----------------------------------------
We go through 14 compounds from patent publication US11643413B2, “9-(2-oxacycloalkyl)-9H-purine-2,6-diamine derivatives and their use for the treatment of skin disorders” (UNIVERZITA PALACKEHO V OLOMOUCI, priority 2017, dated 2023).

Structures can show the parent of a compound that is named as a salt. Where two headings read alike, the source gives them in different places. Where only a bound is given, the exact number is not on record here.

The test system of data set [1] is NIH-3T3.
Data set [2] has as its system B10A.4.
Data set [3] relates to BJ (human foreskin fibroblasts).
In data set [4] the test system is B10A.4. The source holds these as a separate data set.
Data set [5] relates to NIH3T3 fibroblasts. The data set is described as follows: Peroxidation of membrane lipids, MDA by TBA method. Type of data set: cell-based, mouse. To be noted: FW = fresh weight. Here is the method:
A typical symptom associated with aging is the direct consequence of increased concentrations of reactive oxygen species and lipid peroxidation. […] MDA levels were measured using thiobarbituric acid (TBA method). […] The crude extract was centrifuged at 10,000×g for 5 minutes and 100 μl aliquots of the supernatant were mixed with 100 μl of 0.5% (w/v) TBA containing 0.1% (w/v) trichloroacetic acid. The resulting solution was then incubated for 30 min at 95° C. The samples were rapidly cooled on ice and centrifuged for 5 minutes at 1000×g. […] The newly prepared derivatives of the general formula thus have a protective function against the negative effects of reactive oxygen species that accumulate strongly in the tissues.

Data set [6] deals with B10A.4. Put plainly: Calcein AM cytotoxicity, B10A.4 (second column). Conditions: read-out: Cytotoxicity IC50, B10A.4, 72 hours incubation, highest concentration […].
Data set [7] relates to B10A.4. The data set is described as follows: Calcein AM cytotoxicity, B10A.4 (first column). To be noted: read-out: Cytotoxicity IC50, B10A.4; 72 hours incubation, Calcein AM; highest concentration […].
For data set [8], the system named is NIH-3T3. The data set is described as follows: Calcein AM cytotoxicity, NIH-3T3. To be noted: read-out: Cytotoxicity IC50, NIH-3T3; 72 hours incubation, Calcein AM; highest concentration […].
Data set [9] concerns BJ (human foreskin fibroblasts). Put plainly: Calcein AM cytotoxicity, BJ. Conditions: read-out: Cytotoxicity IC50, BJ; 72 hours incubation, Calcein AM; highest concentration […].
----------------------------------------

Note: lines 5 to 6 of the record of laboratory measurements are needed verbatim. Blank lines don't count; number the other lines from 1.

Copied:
Data set [3] relates to BJ (human foreskin fibroblasts).
In data set [4] the test system is B10A.4. The source holds these as a separate data set.